In a myriad of issues coming from Tokyo Electric Power Co. (TEPCO) concerning the severely damaged Fukushima nuclear power plant, the latest revealed was the discovery of a hole in its underwater fence, which is meant to keep sediments from reaching the Pacific Ocean. The utility said Thursday that albeit the hole, the remaining barriers remain intact.
It somehow reminds this writer of the sole storage tank that leaked 300 tons of radioactive water. The silt fence found to have a hole is one of the barriers set up around the plant, which is supposed to ensure the isolation of radioactive materials coming from the defunct nuclear reactors. According to the utility, like the remaining storage tanks of radioactive water, the other fences have not been damaged.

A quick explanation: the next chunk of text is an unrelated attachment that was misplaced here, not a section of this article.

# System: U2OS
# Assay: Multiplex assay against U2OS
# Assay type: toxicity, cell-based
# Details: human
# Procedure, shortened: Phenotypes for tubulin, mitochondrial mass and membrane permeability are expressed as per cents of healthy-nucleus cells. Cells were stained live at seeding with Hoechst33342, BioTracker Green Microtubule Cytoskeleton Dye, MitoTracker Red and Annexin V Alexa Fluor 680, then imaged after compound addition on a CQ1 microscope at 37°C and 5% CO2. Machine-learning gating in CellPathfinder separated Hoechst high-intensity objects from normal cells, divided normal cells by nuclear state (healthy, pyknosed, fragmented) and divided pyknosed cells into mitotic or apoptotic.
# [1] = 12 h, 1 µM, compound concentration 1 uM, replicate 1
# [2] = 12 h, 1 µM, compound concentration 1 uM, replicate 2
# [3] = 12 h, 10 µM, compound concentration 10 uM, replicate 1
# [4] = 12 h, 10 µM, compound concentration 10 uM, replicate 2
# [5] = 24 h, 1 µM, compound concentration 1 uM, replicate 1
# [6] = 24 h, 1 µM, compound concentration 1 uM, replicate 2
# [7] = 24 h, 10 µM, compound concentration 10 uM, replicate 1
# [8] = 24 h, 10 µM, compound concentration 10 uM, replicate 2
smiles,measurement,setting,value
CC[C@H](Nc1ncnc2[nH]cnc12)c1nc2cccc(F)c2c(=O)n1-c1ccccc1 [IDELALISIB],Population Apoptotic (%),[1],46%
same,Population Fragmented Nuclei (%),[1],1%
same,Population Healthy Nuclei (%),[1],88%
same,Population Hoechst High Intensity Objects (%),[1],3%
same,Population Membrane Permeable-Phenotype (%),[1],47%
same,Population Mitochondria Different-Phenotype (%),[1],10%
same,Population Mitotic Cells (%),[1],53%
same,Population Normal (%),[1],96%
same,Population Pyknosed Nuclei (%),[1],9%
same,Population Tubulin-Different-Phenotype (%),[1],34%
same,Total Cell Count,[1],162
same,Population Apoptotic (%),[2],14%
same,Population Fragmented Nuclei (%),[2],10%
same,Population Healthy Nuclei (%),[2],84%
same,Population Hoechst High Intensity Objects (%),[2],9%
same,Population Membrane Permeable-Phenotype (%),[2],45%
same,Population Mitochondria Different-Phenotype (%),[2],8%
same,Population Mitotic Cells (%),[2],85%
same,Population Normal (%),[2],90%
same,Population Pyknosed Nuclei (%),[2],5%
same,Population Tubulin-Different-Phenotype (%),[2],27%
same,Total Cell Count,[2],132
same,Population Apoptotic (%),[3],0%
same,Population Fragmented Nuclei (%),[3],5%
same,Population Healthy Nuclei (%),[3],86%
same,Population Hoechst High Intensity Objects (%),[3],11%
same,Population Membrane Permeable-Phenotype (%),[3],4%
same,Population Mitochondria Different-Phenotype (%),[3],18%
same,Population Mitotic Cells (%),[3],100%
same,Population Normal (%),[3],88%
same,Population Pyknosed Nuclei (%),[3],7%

A TEPCO spokesperson claimed that radiation levels in the area’s seawater are very low. He also assured that “no contaminated water tanks are placed near reactors 5-6.” Both were the only reactors that were not damaged back in 2011, as they are not located close to the other units. Only units 1 through 3 were damaged because of the tsunami that hit the nuclear plant in March 2011. Unit 4 is also out of commission as its building caught fire because of explosions three days after the meltdown of units 1, 2, and 3.
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